1Th 5:22-24 “Abstain from all appearance of evil. And the very God of peace sanctify you wholly; and I pray God your whole spirit and soul and body be preserved blameless unto the coming of our Lord Jesus Christ. Faithful is he that calleth you, who also will do it.”
As Paul brings to a close his list of how the Thessalonians were to live a godly life, he admonishes them to stay away (abstain) from anything that has the form of evil. The Greek word “ponēros,” which is here translated as evil, refers to the outcome or effect of an action rather than the essential character (see Strong’s). We do not want to be engaged in anything that could be a stumblingblock for our brothers and sisters in their faith and trust in Jesus (Rom 14:13, 1Co 8:9, Rev 2:14).
Even Christians newly come to faith in Christ generally know to shun the appearance of lawlessness or immorality. For that matter, many who do not openly profess to be Christian (or to believe in God at all) strive to be morally upright. To truly abstain from all appearance of evil, we must be willing to prefer our brethren before ourselves. Paul declared that if his eating meat was offensive to a brother, then he would abstain from eating meat.
We need to grow in grace to the point that, even if we have the right to do something, we would refrain rather than risk offending a weaker brother or sister (1Co 6:12, 1Co 10:23). If our choices are not edifying to ourselves or the kingdom, then we need to rethink our choices. Just because we are not doing something recognized as “wicked” does not mean we are not doing evil. If our words or our walk deny the sovereignty of God, then we are giving the appearance of evil.
Paul recognized that we are human, and we do not always make the best of choices regardless of our intentions. He, therefore, calls our attention to the One who is able to keep us from the appearance of evil. As Paul prayed for the very God of peace to sanctify us wholly, so we should pray for one another. Our strength alone is not sufficient to perform the simple tasks laid out in verses sixteen through twenty-two. We need the revealing grace of God to show us that our purification and consecration are in Him.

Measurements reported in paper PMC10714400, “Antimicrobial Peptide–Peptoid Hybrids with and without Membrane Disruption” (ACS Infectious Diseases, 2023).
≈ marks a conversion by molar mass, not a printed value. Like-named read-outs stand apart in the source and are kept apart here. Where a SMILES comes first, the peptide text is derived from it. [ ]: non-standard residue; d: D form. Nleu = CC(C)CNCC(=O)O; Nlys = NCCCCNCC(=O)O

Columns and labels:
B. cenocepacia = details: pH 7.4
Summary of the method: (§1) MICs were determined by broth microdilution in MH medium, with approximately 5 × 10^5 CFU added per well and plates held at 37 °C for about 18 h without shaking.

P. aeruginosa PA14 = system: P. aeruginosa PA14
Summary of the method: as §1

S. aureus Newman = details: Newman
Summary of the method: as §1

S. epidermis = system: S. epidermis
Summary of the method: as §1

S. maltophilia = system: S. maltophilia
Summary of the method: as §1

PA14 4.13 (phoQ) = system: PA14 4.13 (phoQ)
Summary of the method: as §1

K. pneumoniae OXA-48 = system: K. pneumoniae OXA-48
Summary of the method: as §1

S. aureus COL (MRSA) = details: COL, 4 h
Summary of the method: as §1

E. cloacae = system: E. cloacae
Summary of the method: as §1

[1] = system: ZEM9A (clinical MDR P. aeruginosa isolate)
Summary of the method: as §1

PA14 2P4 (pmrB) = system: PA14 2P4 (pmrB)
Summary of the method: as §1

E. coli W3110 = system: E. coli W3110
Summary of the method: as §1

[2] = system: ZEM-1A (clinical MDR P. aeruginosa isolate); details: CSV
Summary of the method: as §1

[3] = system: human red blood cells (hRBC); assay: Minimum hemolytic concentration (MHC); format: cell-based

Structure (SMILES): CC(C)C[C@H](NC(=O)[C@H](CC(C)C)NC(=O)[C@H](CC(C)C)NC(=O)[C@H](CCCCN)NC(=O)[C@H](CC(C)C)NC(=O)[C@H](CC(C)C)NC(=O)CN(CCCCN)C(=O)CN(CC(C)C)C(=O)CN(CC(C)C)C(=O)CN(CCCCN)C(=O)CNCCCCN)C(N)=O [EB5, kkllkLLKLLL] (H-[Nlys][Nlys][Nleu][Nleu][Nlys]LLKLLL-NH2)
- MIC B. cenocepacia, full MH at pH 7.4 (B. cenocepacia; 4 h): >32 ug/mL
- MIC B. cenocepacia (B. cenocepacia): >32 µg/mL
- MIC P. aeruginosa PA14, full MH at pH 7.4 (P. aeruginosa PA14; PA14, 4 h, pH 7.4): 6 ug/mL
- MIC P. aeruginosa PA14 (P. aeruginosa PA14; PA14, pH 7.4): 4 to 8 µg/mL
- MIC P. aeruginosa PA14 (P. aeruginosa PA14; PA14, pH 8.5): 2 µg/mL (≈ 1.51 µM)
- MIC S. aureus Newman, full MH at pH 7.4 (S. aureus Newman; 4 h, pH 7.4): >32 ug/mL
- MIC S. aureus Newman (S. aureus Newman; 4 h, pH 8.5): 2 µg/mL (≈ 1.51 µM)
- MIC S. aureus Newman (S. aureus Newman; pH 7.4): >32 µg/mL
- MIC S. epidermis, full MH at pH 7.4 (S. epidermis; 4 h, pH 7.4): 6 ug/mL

He alone is able to keep us wholly and completely blameless. Being preserved blameless does not imply that there is any danger of us losing our salvation which Jesus paid for on the cross. Notice that Paul prayed for the whole spirit and soul and body to be preserved (guarded) unto the coming of our Lord Jesus Christ. Paul is asking for preservation up to a certain event.
Knowing that if we are in the family of God we cannot be eternally lost (Joh 10:28-29), then this is not a prayer for final preservation. We need to pray and put our trust in God to keep us every day of our lives. We have been blessed over the years to witness the “coming” of Jesus in our Christian experience many times. It is our joyful anticipation every time we pray, lift our hearts in song, or assemble for worship that we have been preserved body, soul, and spirit to honor and glorify Him at His being near (see Strong’s definition for “coming”). Further, it is our hope that we may rejoice at His coming when we have reached the end of our days here.
Our hearts should rejoice greatly at the assurance of the twenty-fourth verse. The God of creation, who has called us with His holy calling, is faithful. When we fail, He is still faithful. When our strength is not sufficient, He is still faithful. When we realize that we cannot do it, God works in us to perform both to will and to do of His good pleasure (Php 2:12-13).
May we rejoice to see the coming of our Lord Jesus Christ and look for Him every day!